The corn snake, also known as the red rat snake, is popularly regarded as one of the easiest snakes to take care of. That’s because of their relative smallness (they rarely go longer than 5 feet), their high capacity for adapting in different environments, their mild temperament, their hardiness, and their ease of breeding. Read on for guidelines for taking care of a corn snake:
- Know if you’re ready to take care of a corn snake. Because corn snakes live up to 20 years, taking care of them requires commitment. Ask yourself: Am I ready to perform daily care and feeding to my snake? Am I ready to spend money on his habitat and his check-ups?
- Know how to choose a snake. Make sure that you buy your snake from a reputable pet store. Buy only a healthy snake – signs of a healthy corn snakes include clear eyes, round body, and healthy skin. Look carefully at its scales and watch out for black specks – a truly healthy snake shouldn’t have these. A corn snake should also be active and alert, and its habitat should be clean and well-kept. Finally, ask the store attendant to feed the corn snake in your presence. It should have a healthy appetite.
- Start with a hatchling. It’s best that you buy your corn snake as a young hatchling, so you could get to train it to respond to you. Do remember that you should allow time to get used to your handling. At the beginning, you should handle it just for a few minutes at a time and make sure that you touch it right after it’s been fed (or else it may be tempted to bite your fingers).
- Feed your corn snake properly. Here’s one hard thing about keeping corn snakes: their diet is entirely made up of rodents. Make sure that you (and your household) are prepared to handle seeing supplies of frozen rodents in the fridge. You should also make sure that you could easily buy rats and rodents for feeding at your local reptile shops or animal stores.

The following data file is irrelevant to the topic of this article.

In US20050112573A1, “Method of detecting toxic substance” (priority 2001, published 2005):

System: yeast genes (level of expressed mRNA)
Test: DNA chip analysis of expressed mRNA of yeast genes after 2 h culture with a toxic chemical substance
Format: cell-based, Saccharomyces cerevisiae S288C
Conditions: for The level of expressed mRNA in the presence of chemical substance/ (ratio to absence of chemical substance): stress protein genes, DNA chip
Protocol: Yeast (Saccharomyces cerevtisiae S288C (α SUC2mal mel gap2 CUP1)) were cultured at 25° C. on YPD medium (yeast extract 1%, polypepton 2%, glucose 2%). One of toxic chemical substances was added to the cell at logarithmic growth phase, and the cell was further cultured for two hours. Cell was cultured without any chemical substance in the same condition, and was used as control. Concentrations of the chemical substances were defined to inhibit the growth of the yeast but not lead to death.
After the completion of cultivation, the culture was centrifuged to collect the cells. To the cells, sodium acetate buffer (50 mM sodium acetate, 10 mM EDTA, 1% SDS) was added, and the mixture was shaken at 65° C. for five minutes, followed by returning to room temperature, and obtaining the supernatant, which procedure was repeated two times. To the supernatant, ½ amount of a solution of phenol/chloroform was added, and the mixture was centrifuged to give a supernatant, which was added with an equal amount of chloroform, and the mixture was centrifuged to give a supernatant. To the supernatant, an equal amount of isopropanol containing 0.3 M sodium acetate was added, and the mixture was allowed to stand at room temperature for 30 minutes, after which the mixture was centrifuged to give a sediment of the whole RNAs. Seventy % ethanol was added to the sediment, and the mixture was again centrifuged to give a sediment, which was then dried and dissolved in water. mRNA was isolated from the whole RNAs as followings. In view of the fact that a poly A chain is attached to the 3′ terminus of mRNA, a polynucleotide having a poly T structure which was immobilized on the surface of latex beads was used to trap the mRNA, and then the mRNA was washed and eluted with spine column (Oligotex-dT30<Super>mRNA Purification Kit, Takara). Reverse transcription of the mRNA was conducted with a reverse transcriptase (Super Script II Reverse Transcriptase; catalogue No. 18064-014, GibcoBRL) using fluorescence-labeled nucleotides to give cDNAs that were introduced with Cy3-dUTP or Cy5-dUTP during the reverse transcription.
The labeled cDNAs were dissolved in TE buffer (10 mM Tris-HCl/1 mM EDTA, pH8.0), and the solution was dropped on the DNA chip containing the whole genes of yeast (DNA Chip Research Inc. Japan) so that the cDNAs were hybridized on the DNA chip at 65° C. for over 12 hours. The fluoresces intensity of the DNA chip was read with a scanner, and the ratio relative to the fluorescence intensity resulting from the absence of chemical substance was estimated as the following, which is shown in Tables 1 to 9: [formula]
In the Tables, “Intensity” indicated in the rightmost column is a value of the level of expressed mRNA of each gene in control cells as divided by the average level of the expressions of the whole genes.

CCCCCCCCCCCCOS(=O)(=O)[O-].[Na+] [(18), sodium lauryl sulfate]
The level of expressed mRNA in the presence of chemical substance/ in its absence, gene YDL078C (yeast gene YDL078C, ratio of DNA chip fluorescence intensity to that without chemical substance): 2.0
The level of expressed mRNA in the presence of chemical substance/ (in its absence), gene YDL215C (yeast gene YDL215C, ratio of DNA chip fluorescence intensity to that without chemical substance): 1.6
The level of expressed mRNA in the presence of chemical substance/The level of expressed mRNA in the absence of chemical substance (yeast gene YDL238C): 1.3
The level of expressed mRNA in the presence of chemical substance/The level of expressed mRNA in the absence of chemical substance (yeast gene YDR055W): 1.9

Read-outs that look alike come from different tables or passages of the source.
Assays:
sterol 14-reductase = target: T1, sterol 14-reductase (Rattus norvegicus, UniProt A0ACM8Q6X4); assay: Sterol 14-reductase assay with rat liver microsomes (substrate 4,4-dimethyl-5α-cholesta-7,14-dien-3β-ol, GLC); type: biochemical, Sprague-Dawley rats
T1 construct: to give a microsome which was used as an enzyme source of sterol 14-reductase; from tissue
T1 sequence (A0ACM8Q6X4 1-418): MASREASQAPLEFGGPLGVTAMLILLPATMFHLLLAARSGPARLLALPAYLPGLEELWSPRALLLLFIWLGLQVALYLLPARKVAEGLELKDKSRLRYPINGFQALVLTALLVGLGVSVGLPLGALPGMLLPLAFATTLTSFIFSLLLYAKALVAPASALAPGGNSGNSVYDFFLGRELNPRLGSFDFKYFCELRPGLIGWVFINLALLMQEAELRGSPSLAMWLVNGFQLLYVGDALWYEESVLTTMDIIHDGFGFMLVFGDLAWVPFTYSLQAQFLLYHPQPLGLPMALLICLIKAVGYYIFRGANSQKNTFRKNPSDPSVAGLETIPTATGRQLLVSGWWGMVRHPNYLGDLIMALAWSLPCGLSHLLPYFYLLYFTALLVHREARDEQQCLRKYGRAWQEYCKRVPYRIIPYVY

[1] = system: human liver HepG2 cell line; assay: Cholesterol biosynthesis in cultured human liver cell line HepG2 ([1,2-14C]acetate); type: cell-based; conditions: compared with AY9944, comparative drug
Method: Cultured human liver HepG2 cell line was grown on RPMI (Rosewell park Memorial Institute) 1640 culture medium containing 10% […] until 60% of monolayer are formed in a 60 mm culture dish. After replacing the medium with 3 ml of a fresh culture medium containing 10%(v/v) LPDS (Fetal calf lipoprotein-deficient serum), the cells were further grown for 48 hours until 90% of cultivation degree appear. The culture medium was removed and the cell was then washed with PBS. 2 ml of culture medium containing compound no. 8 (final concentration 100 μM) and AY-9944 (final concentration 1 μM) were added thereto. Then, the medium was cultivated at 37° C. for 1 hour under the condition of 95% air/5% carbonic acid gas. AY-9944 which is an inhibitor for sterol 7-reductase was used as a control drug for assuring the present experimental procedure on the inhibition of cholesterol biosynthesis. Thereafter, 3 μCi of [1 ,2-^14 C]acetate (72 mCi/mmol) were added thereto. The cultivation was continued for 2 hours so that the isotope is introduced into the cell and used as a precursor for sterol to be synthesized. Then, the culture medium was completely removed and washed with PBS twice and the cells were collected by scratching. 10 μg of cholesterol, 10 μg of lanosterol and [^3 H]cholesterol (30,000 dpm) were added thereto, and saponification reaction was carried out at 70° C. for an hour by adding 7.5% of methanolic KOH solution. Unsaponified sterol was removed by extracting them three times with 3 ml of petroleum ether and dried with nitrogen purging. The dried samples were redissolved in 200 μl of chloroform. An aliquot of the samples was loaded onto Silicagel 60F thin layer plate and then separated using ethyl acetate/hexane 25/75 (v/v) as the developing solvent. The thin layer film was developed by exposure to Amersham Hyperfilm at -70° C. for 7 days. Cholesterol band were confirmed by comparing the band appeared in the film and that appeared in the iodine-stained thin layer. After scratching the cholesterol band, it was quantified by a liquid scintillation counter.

To feed your snake, hold the frozen rodent in front of him using a pair of tweezers (never use your bare hands!). Wiggle the rodent until it captures your snake’s attention. Your snake will then proceed to swallow its food whole (corn snakes are constrictors).
- Give your water fresh water daily.
- Know where to keep your corn snake. A baby corn snake can adequately live in a ten-gallon aquarium, although you could purchase a bigger one (say, 20-gallon) to accommodate it until it reaches its full size. Make sure that you supply the aquarium with the right substrate (bedding): butcher paper, paper towels, or reptile bark. Keep about 1/3 of the aquarium heated at 80 to 85 degrees Fahrenheit. Because snakes are cold-blooded and cannot produce their own body heat, having artificial heating is important for them. Do not use heat lamps. The heat must come from the base of the aquarium.
- Clean the cage about once every three weeks. You don’t have to do it more often since corn snakes don’t shed very much. Do scoop out its poo as often as possible.
- Provide hiding places for your corn snake. It’s best to prepare these three: one in the middle, one in the cold side of the aquarium, and one in the heated side. Hiding places help make the snake feel secure. You should also provide him a place to climb on. Never ever put two corn snakes in one aquarium, unless you wish to breed your corn snake. In this case, consult a veterinarian for instructions on how to cohabit snakes.
Taking care of a corn snake is very exciting and would probably up your coolness factor among your friends, but be sure that you’re ready for the commitment! Have fun!